What Isaac Knew

When I was six or seven, my father led me up a mountain
of stairs to my room, I had done something wrong
to this day I can’t remember what
And he punished me with his hard, self-righteous hand
“This hurts me more than it hurts you,” he’d say again and again
as his mighty hand came down on me
With piercing pain, the endless, never-healed pain
of being struck by a father

Now, in synagogue, each time the story of Isaac is read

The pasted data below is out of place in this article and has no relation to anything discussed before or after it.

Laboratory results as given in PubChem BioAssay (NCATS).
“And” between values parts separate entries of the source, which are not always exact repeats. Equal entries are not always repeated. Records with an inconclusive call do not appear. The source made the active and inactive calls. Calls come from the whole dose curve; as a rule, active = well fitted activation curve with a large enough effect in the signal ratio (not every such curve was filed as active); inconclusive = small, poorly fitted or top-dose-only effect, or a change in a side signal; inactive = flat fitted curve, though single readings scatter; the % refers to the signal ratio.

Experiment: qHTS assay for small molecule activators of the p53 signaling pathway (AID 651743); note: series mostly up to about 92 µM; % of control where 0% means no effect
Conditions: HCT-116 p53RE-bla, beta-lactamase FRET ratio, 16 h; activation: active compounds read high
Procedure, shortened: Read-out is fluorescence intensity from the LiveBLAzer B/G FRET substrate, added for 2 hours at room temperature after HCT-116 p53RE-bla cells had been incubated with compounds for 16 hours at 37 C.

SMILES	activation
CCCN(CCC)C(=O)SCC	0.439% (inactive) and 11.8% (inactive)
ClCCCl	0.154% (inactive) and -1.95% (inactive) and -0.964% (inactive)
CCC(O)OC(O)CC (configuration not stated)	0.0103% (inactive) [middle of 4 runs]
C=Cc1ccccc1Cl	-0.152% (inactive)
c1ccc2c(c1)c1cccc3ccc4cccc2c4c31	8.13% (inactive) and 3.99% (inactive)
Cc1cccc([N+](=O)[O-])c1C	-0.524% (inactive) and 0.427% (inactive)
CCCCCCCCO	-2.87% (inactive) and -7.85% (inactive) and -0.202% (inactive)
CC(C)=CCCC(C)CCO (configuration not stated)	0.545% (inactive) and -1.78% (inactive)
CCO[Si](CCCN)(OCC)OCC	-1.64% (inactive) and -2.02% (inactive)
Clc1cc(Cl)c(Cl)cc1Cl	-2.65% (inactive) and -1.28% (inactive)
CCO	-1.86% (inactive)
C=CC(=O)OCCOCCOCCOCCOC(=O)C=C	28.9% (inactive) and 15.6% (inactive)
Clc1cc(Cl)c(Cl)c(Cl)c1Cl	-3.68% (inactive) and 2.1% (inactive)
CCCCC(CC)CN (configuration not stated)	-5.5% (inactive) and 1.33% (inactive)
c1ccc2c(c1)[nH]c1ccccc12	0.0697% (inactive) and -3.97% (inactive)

I imagine him being led up the mountain
by a father wielding the cold and bitter knife
of righteousness, and it leads me to think about prayer
but cannot, any more than Isaac could
or forgiveness but don’t know whom to forgive
Abraham, for blindly following his God
Or Isaac, for doing the same

All I know in the end is this: I’ve learned not to say
“The Sacrifice of Isaac”
because he wasn’t sacrificed, strictly speaking
No, he was bound, and I’ve learned to say
“The Binding of Isaac”
But he wasn’t just bound, the change is wrong
Trust me: Isaac was sacrificed


–Published in Jewish Currents special Rosh HaShana supplement

Return to the first poem in the poetry gallery